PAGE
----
By Yun Xie | Published: July 10, 2008 - 09:34AM CT
Cancer metastasis, the spread of cancer cells from their origin to other parts of the body, is often deadly and makes treatments more difficult, as simply removing the primary tumor is often not enough because the cancer cells have circulated to other parts of the body. Metastasis isn't the only problem; surgical procedures can also leave some cells behind, and cancer cells may develop resistance to chemotherapy. All of these issues allow tumors to grow again and increase cancer fatalities. A method of extracting residual and metastatic cancer cells could dramatically improve the long-term survival rate of patients.
Since magnets can function through intervening space and material, magnetic nanoparticles may be the solution to capturing cancer cells. Researchers at the Georgia Institute of Technology investigated the biomedical potential of magnetic nanoparticles for treating ovarian cancer and published their results in July in the Journal of the American Chemical Society.
The new therapeutic approach involves biologically modifying CoFe2O4 (cobalt spinel ferrite) nanoparticles. CoFe2O4 has been used before for hyperthermia cancer treatment studies, and it responds well to magnetic fields at body temperature. To prevent an immune response, CoFe2O4 nanoparticles are layered with polygalacturonic acid, which forms a biocompatible coating. A specific polypeptide, a sequence of amino acids that binds to ovarian cancer cells, was added to the CoFe2O4 nanoparticles to ensure selectivity in targeting cells for extraction.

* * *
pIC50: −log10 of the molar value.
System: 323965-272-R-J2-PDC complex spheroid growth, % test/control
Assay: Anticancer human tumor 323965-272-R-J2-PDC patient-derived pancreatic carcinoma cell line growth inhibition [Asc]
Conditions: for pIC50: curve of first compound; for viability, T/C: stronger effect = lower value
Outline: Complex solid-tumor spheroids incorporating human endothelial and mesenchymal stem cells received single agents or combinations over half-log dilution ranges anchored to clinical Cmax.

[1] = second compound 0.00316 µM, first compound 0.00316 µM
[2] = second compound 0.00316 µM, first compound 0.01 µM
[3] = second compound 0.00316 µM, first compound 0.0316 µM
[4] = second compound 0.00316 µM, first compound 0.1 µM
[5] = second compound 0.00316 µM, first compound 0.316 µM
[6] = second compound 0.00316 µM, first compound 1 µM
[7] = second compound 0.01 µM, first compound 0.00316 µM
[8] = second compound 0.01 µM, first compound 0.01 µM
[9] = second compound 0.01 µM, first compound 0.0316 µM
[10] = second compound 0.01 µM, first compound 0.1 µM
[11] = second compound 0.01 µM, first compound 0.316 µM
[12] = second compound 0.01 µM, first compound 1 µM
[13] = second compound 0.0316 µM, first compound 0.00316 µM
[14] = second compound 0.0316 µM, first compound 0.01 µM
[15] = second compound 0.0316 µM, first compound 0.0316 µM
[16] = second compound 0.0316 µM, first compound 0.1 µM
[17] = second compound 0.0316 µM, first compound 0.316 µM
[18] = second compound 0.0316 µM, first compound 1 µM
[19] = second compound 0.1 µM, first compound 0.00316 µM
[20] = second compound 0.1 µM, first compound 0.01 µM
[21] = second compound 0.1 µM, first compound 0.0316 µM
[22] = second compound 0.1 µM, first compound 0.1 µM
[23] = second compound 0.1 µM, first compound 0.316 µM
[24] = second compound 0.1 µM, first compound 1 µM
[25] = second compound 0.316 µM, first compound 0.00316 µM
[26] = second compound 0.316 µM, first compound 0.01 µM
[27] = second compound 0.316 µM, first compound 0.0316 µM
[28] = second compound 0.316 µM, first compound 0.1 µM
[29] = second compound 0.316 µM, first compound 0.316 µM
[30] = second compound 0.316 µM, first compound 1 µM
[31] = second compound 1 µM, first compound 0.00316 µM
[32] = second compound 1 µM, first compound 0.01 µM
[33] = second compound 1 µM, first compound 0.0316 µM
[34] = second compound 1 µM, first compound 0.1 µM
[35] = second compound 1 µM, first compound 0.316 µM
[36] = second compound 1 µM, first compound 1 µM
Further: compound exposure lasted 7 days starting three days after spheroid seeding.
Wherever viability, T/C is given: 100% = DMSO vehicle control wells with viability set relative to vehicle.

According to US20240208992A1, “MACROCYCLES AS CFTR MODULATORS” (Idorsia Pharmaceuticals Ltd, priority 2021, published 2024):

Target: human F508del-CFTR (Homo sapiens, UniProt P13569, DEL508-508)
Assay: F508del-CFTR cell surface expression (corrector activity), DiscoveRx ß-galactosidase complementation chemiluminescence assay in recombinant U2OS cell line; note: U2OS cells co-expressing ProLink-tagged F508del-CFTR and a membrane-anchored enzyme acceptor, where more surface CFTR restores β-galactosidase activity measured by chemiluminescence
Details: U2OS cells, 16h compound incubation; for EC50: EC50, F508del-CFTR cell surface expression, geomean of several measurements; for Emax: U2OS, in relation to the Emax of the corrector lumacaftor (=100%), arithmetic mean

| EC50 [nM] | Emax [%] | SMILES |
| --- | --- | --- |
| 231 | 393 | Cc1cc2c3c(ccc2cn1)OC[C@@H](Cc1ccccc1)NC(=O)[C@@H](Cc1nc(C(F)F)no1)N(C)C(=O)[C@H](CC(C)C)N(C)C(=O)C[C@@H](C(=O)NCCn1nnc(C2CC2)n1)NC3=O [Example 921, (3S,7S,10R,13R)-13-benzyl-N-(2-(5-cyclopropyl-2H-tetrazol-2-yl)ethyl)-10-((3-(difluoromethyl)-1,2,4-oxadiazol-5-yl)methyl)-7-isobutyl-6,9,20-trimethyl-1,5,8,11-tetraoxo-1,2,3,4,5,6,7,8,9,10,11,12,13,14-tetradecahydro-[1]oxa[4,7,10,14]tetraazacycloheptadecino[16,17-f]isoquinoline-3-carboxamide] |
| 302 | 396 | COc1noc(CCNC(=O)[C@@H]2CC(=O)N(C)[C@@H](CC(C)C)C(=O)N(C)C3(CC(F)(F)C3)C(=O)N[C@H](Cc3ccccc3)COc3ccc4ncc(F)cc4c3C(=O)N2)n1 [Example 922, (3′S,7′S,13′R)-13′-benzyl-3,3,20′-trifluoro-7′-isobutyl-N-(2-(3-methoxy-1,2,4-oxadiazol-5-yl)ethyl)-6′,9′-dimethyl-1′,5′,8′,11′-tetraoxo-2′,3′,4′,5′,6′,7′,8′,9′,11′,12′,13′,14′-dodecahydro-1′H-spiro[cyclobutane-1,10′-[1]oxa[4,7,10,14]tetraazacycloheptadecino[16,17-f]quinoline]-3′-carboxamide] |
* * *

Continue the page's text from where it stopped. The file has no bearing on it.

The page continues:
Image Credit: ACS © The American Chemical Society.
To test the efficacy of these modified nanoparticles, the researchers injected ovarian cancer cells into the abdominal cavities of mice. Then, they injected the mice with the magnetic nanoparticles and allowed the nanoparticles to bind to the cancer cells. By using an external magnet (2600 Gauss), the cancer cells could be moved to different locations in the abdominal cavity. Furthermore, when the researchers extracted and magnetically filtered fluids from the abdominal cavity, they found that the nanoparticles selectively targeted ovarian cancer cells.
These results show that magnetic nanoparticles are capable of capturing and removing cancer cells from a live animal, a trick that may nicely complement their ability to deliver drugs to those same cells. Besides ovarian cancer, the nanoparticles can be modified by different types of polypeptides to target a variety of cancers. This approach, when combined with surgery and chemotherapy, has the potential of saving more patients
J. Am. Chem. Soc., 2008. DOI: 10.1021/ja801969b